If it breaks someones heart that we can't be nice to each other one time of year because of the invisible man in the skies mutant baby born in un-natural means using magic and necomancy across the world and considered a savior....well to bad.

    December 23, 2010 at 10:21 pm |
  12. John

    Um, Katie Glaeser, I'm sorry to say that most "Christmas" holiday traditions have nothing to do with Christianity. Usurping the traditions of others is not the same as creating traditions. Evergreen trees are a pagan symbol of the strength of nature to endure the winter. All of these traditions fell on the Solstice for a reason. the renewal of the sun. Most of the nativity story comes from the ancient stories of Mitras. A "sun god" who was born on the new (read virgin) year in a cave, and who brought light to mankind. Sun god or son of God? Mithraists celebrated the solstice by giving gifts, feasting, signing songs, and decorating with silver and gold. The Romans had similar traditions associated with their celebration of Saturnalia. While the Christmas story is a nice one, there is nothing original about it, nor are many, if any, of the Christmas traditions. Decorate, give freely, sing, dance, and love your fellow man. If you claim it is because of religion, so be it.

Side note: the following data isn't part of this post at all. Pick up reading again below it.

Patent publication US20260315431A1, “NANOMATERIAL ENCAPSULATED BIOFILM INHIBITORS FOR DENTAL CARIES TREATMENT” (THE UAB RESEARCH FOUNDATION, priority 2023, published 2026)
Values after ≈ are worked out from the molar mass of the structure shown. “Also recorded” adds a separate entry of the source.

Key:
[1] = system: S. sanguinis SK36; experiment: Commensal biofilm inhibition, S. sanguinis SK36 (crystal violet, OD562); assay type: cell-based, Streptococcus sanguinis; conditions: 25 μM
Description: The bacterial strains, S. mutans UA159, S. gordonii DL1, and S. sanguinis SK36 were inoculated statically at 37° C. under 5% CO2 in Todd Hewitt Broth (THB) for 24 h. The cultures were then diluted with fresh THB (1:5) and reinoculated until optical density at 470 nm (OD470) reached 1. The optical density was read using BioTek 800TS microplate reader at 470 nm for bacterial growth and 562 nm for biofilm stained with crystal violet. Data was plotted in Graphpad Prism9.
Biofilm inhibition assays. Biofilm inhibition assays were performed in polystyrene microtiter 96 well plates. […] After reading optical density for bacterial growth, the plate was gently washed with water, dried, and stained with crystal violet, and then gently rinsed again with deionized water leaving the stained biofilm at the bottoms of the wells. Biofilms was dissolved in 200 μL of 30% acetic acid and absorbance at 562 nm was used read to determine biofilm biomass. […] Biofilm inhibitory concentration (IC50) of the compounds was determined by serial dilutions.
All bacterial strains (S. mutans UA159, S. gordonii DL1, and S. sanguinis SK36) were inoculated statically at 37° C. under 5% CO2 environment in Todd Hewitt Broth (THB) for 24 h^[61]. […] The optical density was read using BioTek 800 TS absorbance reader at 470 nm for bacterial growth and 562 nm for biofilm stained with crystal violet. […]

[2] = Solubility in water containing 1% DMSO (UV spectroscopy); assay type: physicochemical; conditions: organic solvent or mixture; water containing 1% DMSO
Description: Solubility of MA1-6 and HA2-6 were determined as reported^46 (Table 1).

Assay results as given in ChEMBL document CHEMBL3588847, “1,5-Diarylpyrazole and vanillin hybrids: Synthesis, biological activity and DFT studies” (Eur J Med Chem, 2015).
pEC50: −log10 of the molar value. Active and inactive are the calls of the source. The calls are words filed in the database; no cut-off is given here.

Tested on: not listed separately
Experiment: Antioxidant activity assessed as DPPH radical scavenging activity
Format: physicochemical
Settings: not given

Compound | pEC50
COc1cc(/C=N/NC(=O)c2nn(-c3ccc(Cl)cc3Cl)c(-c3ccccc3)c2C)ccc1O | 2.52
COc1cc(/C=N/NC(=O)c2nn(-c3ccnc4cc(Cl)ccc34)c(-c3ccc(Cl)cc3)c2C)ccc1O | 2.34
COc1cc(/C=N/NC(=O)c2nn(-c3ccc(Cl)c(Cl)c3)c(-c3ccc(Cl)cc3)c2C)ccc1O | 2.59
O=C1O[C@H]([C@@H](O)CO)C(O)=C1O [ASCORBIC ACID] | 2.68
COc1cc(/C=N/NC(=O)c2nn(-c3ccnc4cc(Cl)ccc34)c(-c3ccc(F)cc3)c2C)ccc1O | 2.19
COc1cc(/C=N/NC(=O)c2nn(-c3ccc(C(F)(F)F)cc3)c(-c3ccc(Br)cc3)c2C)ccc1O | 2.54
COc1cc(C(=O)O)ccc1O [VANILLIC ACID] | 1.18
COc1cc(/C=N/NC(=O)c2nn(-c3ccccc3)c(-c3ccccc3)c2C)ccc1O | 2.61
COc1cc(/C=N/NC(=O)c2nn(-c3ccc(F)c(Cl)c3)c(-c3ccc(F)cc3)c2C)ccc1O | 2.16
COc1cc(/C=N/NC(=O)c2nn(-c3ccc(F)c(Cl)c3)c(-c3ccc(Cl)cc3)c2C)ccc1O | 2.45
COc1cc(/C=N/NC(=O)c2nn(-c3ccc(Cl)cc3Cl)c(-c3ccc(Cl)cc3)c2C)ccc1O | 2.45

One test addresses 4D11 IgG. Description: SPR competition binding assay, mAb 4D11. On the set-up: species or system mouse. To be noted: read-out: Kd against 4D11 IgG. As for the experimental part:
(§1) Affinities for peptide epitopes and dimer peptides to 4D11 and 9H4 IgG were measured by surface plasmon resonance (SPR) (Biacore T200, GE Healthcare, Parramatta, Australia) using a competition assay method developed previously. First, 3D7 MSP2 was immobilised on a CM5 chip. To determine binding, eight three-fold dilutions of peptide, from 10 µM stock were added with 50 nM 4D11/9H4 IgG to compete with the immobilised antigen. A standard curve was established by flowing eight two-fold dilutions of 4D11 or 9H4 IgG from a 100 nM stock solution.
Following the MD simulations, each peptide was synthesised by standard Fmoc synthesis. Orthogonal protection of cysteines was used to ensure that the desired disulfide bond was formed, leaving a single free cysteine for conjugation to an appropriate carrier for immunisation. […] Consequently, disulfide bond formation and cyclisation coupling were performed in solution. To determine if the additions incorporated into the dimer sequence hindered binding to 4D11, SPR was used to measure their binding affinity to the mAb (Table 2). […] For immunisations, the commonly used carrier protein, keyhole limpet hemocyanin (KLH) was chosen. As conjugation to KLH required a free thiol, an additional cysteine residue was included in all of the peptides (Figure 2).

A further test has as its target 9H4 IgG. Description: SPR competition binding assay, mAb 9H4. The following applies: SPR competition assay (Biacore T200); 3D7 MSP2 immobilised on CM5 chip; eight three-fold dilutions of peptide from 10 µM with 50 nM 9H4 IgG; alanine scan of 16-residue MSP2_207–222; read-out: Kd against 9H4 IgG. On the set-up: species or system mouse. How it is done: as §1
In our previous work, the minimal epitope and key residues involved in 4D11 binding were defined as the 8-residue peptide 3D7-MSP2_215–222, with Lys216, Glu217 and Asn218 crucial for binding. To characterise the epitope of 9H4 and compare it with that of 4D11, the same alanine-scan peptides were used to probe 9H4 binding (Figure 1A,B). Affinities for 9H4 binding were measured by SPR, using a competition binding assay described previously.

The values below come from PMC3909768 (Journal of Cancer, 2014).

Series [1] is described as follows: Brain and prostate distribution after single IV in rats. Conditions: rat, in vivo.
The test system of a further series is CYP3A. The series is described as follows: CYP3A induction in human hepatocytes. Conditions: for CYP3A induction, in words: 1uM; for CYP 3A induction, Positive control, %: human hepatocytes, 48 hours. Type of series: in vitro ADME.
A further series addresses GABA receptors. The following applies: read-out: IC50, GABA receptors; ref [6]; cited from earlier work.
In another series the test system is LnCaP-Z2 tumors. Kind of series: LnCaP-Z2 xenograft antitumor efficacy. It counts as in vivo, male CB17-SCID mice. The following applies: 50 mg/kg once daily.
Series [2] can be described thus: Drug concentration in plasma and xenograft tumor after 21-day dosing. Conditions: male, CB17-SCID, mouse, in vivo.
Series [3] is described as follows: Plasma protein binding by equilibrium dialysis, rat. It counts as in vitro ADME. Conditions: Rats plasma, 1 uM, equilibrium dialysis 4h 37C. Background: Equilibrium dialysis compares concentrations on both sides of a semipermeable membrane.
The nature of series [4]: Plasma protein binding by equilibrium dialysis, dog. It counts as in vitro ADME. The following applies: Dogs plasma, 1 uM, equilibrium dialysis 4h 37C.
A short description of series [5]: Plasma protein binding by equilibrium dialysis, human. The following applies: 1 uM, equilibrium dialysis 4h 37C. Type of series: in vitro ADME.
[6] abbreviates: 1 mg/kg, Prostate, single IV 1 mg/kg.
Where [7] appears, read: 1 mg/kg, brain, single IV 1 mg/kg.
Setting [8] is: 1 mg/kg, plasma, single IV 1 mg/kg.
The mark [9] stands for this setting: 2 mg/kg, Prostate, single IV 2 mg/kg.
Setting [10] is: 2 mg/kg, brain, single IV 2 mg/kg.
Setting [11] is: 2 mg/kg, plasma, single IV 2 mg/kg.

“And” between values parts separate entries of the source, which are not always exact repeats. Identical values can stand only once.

December 23, 2010 at 10:16 pm |
  13. john Pappas

    There's got to be more than 5% who are atheist. I must know every person in that 5% then cause I don't really know anyone who believes in religion.

    December 23, 2010 at 10:05 pm |
  14. LiveFreeOrDieNH

    If I get this right, Jesus might have been born... at some time of year... maybe...
    Hmmm, sounds like a reason to have another rum punch! Welcome back SUN!

    December 23, 2010 at 10:05 pm |
  15. Nottabeliever_So_Back_Off

    There has been a healthy conversation about this in the Washington Post of late. Dec. 25th was not really a "Christian" date for celebration but a Pagan one originally. Same with the tree. The solstice has been happenin' way longer than 2010 years, and that's a special thing to celebrate. Christians are threatened by a small percentage of athiests, which is also pretty ridiculous (unless the Christians really don't have "faith.).

    December 23, 2010 at 10:04 pm |
  16. Jebus

    I have serious doubts about that 5%... I would love to see the source of that. That would mean around 15M Americans are Atheist and that to me does just not sound right. Should be at least 15% but I have no sources and neither thus the author of this article.